Now that we’re a year and a half into the pandemic, larger studies are being released with more information on just how seriously the COVID-19 virus impacts certain population groups—namely, pregnant women.
A new cohort study published in JAMA Network Open, a publication of the American Medical Association, looked at 869,079 pregnant women who delivered in university-based hospital systems over the span of a full year, between March 1, 2020, and Feb. 28, 2021. Of the total, 18,715 patients (2.2%) were recorded as having been infected with COVID-19.
The study’s authors discovered that infected patients were 40% more likely to deliver their babies prematurely (birth before 37 weeks), had higher rates of intensive care unit (ICU) admission, an increased need for mechanical respirators and were 10 times more likely to die in childbirth than pregnant women without COVID.
Previous studies have shown that pregnant patients with COVID-19 also experience higher rates of preeclampsia, kidney failure and cardiac events, an increased risk of blood clots and a higher rate of infection requiring antibiotics.
With the twice-as-contagious Delta variant of the virus in high transmission, more and more unvaccinated individuals are getting infected—and that includes large numbers of pregnant people. According to mid-August statistics from the Centers for Disease Control and Prevention (CDC), still only 23.8% of pregnant women have received the COVID-19 vaccine.
“We actually don’t know that pregnant women are more likely to get COVID-19. The issue is those who do get it are more likely to have the severest manifestation of [the disease] — if they get it, they get sicker than women who are not pregnant,” said Dr. Jennifer Jolley, co-author of the study and an associate professor of maternal and fetal medicine in UCI Medical Center’s OB/GYN department, in an interview with the Los Angeles Times.
The statistics are scary, but getting vaccinated can help. And if you’re vaccinated and still do contract the virus, your risk of severe illness is much, much lower.
The CDC and the country’s largest physician associations, such as the American College of Obstetricians and Gynecologists, the Society for Maternal-Fetal Medicine and the American Academy of Pediatrics strongly recommend that all pregnant and breastfeeding women receive the COVID-19 vaccine.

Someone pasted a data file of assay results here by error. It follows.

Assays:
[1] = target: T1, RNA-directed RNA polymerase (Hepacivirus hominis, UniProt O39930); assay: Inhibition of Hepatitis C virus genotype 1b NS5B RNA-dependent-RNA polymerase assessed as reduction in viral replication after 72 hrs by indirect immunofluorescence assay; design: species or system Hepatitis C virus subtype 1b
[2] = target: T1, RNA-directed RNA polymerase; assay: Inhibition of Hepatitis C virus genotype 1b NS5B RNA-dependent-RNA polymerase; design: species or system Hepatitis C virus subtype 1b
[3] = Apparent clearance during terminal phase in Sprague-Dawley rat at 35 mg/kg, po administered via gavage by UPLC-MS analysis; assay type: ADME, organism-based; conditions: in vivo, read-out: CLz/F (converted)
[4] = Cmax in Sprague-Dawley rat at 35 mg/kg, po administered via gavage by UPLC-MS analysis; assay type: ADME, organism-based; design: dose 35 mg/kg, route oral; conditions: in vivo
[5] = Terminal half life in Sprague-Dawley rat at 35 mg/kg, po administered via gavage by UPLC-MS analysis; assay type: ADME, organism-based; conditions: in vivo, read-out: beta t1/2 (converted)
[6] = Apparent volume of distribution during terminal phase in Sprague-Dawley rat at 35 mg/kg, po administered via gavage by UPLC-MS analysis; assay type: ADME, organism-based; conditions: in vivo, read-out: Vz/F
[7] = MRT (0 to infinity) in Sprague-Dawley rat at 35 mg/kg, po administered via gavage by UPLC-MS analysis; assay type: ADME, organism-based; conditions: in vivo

“The vaccines are safe and effective, and it has never been more urgent to increase vaccinations as we face the highly transmissible Delta variant and see severe outcomes from COVID-19 among unvaccinated pregnant people,” says CDC Director Dr. Rochelle Walensky in a statement on Aug. 11.
And now that Pfizer’s COVID-19 vaccine has received full authorization from the FDA, that will hopefully encourage more pregnant and birthing people to get the jab.
“Some women want to know when is the best time during pregnancy to get the COVID vaccine, and as of right now, the answer is as soon as possible. The best thing you can do for your baby is protect yourself as soon as you can,” notes Dr. Sarah Hartwick Bjorkman, OB-GYN and Motherly’s Maternal Health Advisor.
Getting vaccinated in pregnancy can also help protect your baby after birth: “Studies have shown that there is no increased risk of infertility or miscarriage, while also showing that the protective antibodies mom makes in response to the vaccine do pass to the fetus. Protective antibodies have also been found in breastmilk,” Dr. Bjorkman adds.
If you’re currently pregnant or have recently been pregnant, talk to your doctor about getting vaccinated. It’s so important, and the data supporting vaccinations in pregnancy “is very, very reassuring,” says Dr. Bjorkman.
Dr. Sarah Hartwick Bjorkman, OB-GYN and Motherly’s Maternal Health Advisor
Chinn J, Sedighim S, Kirby KA, et al. Characteristics and Outcomes of Women With COVID-19 Giving Birth at US Academic Centers During the COVID-19 Pandemic. JAMA Netw Open. 2021;4(8):e2120456. doi:10.1001/jamanetworkopen.2021.20456
Ko JY, DeSisto CL, Simeone RM, et al. Adverse Pregnancy Outcomes, Maternal Complications, and Severe Illness Among US Delivery Hospitalizations With and Without a Coronavirus Disease 2019 (COVID-19) Diagnosis. Clin Infect Dis. 2021;73(Suppl 1):S24-S31. doi:10.1093/cid/ciab344
Villar J, Ariff S, Gunier RB, et al. Maternal and Neonatal Morbidity and Mortality Among Pregnant Women With and Without COVID-19 Infection: The INTERCOVID Multinational Cohort Study. JAMA Pediatr. 2021;175(8):817–826. doi:10.1001/jamapediatrics.2021.1050